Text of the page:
I agree that there is over production currently. However, like melisa, I was hoping for you to detail a bit more on how organic makes a difference. While conventional often uses “feeding the world” as a reason organic won’t work, just using overproduction as proof it will seems a jump.

    Simply switching to organic won’t change food distribution, growing abilities for various areas, or as you say the “political” causes of famine. I’d like to see a more indepth argument of how organic would solve these problems otherwise I find almost nothing here. Looking forward to your future posts and hoping they have more argument to them.

  13. Donna Brown March 9, 2011 at 10:05 am #

    I agree with you, Eby! Food distribution should focus on producing food locally. We need to think globally but grow locally. Food grown organically on a local level can take care of so many problems in our current food system globally. Give people the land and the tools and teach them to grow organically and they can produce much more of their own food than bureaucrats ever dreamed.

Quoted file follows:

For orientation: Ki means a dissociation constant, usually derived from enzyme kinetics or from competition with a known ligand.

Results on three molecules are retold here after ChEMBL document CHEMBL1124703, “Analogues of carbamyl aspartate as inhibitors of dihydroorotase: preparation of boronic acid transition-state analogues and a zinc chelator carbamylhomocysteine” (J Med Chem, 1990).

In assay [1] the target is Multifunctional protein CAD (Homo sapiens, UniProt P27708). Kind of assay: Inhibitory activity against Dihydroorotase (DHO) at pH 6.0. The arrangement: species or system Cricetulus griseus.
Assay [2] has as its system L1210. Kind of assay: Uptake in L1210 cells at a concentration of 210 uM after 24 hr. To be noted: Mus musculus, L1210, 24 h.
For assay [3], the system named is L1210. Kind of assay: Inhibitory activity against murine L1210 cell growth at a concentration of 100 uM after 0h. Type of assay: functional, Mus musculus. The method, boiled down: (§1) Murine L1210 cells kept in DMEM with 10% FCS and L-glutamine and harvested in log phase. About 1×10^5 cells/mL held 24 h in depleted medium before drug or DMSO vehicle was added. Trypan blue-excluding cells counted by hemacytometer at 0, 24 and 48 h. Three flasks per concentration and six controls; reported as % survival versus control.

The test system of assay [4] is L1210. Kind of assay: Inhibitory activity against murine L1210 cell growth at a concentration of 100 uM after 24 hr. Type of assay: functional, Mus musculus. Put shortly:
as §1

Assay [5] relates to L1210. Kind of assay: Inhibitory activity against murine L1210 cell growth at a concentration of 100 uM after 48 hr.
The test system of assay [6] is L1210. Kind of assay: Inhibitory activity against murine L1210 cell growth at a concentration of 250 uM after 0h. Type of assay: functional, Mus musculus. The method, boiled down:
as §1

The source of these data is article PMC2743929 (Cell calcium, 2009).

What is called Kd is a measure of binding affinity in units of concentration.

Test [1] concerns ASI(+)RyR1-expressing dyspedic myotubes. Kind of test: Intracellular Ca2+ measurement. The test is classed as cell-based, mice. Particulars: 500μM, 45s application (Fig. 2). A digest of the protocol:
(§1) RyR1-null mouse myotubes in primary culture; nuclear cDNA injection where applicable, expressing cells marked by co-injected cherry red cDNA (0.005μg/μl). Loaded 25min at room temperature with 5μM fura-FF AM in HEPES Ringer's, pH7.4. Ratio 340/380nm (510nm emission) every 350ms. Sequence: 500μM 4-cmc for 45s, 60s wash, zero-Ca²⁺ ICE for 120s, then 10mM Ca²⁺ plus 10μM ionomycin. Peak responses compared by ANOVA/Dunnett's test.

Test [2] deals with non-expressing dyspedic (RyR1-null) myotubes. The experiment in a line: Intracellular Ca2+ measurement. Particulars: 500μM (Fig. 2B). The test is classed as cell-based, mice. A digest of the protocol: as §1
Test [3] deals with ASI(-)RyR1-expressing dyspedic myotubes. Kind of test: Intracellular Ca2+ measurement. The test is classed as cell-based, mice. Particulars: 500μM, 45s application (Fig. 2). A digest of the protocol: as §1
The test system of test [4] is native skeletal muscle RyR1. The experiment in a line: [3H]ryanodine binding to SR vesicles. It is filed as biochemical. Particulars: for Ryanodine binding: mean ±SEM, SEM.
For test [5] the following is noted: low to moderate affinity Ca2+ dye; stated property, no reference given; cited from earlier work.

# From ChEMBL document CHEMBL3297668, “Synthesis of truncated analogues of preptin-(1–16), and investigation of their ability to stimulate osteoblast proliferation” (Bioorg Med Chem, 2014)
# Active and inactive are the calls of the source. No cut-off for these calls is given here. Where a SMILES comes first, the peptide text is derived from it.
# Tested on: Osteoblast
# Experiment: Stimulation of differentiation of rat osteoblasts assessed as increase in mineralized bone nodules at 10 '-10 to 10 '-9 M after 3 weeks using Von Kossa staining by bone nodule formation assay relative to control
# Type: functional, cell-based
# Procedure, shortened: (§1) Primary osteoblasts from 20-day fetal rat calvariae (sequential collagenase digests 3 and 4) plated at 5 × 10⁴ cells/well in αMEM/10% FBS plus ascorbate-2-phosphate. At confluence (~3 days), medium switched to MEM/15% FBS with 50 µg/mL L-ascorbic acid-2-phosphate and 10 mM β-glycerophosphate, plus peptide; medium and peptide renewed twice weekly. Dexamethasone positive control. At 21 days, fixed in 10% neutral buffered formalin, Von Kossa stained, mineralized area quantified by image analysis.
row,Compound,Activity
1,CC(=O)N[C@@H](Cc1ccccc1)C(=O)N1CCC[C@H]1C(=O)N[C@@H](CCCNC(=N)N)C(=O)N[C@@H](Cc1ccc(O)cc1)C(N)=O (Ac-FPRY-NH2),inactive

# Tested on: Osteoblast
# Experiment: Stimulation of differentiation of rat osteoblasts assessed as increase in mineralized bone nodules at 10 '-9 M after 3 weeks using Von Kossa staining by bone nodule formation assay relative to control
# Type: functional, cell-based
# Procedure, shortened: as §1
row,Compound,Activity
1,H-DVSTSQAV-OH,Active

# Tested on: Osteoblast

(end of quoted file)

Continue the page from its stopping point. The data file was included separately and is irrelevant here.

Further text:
14. Myra March 9, 2011 at 3:39 pm #

    GMO crops are new fashion and will be the end of life through the destruction of our crops, it allowed to continue and spread.

    People are starving in 3rd world countries because of government oppression, not for lack of food. Monsanto is adding to that problem.

    GMOs, pesticides, herbicides – all bad

  15. Chris McLaughlin March 10, 2011 at 12:27 pm #


    Finally, someone who is talking sense ~ Seriously. Blending organic agriculture with current knowledge (the modern part) is exactly spot on. I’m so happy to have read this this morning.


  16. OrganicDude June 3, 2011 at 10:47 am #

    Organic agriculture is the key to our survival. Chemical laden conventional agriculture is harmful to the land and to us.

  17. Joanna Moran March 6, 2012 at 10:31 pm #

    I believe that if trees are planted on a massive scale in regions of the world that experience floods, drought and famine; if there are responsible overseers of these planting programs; if governments either support these programs or do not interfere for the bureaucrats’ financial gain, then famine is bound to be progressively eradicated and there is hope for mankind’s survival. The programs will have to preclude the use of chemicals or die a natural death.

  18. Matthew Saxe June 24, 2012 at 12:56 pm #

    There are many hurdles to informing the consumer and I believe the largest is the idea that we label organic foods, identifying them as a liberal idea of food choice. Organic is the standard in food and should not be the labeled product. We need to see “non-organic” labeling, “grown with chemical products”, “genetically modified.”